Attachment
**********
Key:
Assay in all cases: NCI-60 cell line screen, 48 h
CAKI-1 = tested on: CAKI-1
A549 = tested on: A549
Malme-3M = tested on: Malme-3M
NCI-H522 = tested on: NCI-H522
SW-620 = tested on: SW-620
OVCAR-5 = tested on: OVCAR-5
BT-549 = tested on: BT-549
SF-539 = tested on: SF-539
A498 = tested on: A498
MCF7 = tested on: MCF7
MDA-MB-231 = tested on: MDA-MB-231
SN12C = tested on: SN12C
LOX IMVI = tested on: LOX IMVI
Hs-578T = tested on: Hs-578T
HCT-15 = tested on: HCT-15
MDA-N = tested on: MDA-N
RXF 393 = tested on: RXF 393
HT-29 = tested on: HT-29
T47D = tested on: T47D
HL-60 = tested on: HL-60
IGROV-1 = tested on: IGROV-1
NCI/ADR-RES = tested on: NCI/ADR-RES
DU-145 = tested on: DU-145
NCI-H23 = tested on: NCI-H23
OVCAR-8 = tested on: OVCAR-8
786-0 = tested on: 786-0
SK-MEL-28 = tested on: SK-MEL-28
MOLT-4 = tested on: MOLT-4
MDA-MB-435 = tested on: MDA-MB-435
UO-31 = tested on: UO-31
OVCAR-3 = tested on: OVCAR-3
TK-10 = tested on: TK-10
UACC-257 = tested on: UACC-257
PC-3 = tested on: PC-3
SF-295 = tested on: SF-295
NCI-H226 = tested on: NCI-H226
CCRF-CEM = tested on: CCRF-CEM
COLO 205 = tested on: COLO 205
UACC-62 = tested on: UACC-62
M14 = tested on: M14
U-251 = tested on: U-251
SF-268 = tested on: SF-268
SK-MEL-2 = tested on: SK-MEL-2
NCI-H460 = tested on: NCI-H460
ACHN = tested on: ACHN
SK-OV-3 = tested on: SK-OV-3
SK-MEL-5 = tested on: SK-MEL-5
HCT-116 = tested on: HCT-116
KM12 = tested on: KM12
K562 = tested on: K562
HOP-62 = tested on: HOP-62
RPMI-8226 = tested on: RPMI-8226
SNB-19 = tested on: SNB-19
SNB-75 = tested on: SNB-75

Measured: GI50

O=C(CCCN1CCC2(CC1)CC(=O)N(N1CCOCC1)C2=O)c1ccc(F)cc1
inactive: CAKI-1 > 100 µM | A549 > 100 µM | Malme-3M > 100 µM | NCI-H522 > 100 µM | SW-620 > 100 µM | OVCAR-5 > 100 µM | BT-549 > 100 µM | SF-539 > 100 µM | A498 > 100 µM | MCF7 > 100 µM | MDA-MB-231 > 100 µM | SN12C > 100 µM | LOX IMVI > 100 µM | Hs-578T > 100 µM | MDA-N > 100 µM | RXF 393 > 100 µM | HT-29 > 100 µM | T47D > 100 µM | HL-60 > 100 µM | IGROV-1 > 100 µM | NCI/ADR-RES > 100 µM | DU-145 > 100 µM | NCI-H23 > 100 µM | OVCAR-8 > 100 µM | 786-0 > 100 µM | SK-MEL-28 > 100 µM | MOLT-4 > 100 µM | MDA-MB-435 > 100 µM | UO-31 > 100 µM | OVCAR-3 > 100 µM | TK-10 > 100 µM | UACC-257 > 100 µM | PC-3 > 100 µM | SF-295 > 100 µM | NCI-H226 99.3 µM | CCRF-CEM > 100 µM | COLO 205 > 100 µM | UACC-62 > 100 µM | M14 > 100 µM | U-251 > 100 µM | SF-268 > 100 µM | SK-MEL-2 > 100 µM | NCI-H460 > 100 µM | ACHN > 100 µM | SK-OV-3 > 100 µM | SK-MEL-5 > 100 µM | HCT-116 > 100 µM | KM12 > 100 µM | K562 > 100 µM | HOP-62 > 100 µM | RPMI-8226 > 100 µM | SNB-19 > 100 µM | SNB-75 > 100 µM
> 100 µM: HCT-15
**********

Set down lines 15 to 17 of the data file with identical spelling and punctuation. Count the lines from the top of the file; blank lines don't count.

LOX IMVI = tested on: LOX IMVI
Hs-578T = tested on: Hs-578T
HCT-15 = tested on: HCT-15